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What is the difference between Obfuscation, Hashing, and Encryption?

Here is my understanding:

  • Hashing is a one-way algorithm; cannot be reversed
  • Obfuscation is similar to encryption but doesn't require any "secret" to understand (ROT13 is one example)
  • Encryption is reversible but a "secret" is required to do so
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11 Answers 11

up vote 20 down vote accepted

Hashing is a technique of creating semi-unique keys based on larger pieces of data. In a given hash you will eventually have "collisions" (e.g. two different pieces of data calculating to the same hash value) and when you do, you typically create a larger hash key size.

obfuscation generally involves trying to remove helpful clues (i.e. meaningful variable/function names), removing whitespace to make things hard to read, and generally doing things in convoluted ways to make following what's going on difficult. It provides no serious level of security like "true" encryption would.

Encryption can follow several models, one of which is the "secret" method, called private key encryption where both parties have a secret key. Public key encryption uses a shared one-way key to encrypt and a private recipient key to decrypt. With public key, only the recipient needs to have the secret.

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2  
I would classify them as symmetric (shared secret key) and asymmetric (public/private). –  tvanfosson Oct 8 '08 at 19:30

All fine, except obfuscation is not really similar to encryption - sometimes it doesn't even involve ciphers as simple as ROT13.

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This is how I've always looked at it.

  • Hashing is deriving a value from another, using a set algorithm. Depending on the algo used, this may be one way, may not be.

  • Obfuscating is making something harder to read by symbol replacement.

  • Encryption is like hashing, except the value is dependent on another value you provide the algorithm.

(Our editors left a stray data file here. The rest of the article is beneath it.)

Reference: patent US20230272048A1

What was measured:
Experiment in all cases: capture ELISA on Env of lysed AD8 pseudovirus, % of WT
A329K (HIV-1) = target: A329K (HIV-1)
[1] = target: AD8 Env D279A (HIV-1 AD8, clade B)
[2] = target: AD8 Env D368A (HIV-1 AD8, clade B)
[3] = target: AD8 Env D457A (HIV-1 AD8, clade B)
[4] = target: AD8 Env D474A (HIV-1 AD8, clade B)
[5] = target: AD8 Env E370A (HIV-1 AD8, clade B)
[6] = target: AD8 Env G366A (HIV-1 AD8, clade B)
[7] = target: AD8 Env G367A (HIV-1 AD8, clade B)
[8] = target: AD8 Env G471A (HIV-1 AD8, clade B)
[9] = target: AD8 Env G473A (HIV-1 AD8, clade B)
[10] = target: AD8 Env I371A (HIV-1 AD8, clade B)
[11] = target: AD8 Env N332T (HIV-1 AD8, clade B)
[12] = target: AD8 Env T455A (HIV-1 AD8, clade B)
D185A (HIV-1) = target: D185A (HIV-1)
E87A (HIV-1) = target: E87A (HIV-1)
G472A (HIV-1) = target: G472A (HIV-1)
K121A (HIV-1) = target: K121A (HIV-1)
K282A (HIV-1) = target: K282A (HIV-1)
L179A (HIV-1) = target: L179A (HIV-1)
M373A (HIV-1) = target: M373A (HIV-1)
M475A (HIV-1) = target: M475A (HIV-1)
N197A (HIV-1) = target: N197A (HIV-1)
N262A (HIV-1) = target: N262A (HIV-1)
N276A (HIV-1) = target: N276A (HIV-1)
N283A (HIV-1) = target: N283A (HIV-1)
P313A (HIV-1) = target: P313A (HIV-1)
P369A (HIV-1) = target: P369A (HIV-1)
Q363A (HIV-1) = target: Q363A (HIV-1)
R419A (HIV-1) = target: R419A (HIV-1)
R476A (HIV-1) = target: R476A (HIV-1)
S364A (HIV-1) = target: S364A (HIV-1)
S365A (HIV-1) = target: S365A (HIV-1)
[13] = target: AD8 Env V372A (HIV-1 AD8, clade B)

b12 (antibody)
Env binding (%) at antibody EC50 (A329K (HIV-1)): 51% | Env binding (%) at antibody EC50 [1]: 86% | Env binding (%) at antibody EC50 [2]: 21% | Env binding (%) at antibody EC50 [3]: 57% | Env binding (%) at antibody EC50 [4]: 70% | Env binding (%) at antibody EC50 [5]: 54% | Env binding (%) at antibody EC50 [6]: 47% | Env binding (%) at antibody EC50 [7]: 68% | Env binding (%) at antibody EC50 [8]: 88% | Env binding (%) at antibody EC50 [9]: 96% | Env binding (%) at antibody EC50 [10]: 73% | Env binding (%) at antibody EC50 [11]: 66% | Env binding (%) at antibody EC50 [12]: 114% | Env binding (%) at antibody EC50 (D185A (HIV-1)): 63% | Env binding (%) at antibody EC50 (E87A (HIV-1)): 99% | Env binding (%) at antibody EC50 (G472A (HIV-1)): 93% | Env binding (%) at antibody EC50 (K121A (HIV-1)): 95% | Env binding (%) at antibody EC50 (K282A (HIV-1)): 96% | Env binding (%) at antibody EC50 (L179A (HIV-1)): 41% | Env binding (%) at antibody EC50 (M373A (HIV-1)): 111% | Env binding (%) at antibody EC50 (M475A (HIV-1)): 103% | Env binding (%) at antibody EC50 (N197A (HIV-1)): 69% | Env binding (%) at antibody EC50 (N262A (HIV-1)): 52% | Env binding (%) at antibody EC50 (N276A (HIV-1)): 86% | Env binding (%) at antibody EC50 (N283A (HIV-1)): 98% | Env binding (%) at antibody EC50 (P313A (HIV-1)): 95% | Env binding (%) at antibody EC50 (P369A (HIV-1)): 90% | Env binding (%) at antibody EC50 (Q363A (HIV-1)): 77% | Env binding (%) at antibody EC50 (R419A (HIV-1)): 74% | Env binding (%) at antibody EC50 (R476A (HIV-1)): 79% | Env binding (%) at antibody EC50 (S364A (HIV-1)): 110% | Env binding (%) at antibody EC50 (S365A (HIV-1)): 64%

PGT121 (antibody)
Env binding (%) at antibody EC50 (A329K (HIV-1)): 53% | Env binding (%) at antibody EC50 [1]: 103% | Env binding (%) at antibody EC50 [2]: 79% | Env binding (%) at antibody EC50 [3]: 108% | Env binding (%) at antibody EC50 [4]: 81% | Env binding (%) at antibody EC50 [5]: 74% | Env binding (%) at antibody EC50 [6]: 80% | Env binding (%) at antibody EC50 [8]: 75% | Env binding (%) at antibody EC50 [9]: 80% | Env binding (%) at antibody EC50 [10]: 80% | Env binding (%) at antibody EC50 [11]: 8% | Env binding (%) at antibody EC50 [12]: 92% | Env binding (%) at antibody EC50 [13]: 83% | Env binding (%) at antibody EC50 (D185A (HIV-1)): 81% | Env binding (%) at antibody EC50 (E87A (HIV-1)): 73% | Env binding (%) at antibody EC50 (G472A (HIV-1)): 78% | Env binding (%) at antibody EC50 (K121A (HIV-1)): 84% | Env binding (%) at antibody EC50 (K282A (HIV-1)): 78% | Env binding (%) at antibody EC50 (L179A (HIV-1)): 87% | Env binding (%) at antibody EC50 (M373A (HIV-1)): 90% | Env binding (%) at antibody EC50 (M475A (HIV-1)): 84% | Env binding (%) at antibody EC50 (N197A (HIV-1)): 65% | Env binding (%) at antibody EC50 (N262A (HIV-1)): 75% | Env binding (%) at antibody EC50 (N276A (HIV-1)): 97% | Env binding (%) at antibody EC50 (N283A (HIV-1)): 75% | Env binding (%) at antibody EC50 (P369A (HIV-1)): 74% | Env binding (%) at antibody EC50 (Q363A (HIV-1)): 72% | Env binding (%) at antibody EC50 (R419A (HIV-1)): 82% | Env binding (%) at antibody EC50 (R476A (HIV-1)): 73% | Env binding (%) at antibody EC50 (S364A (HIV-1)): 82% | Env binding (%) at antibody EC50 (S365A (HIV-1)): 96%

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AFAIK, hashing is always one-way. –  Graeme Perrow Oct 8 '08 at 19:13

That's a high level explanation. I'll try to refine them:

Hashing - in a perfect world, it's a random oracle. For the same input X, you always recieve the same output Y, that is in NO WAY related to X. This is mathematically impossible (or at least unproven to be possible). The closest we get is trapdoor functions. H(X) = Y for with H-1(Y) = X is so difficult to do you're better off trying to brute force a Z such that H(Z) = Y

Obfuscation (my opinion) - Any function f, such that f(a) = b where you rely on f being secret. F may be a hash function, but the "obfuscation" part implies security through obscurity. If you never saw ROT13 before, it'd be obfuscation

Encryption - Ek(X) = Y, Dl(Y) = X where E is known to everyone. k and l are keys, they may be the same (in symmetric, they are the same). Y is the ciphertext, X is the plaintext.

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Obfuscation is hiding or making something harder to understand.

Hashing takes an input, runs it through a function, and generates an output that can be a reference to the input. It is not necessarily unique, a function can generate the same output for different inputs.

Encryption transforms the input into an output in a unique manner. There is a one-to-one correlation so there is no potential loss of data or confusion - the output can always be transformed back to the input with no ambiguity.

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Obfuscation in cryptography is encoding the input data before it is hashed or encrypted.

This makes brute force attacks less feasible, as it gets harder to determine the correct cleartext.

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That's not a bad high-level description. Here are some additional considerations: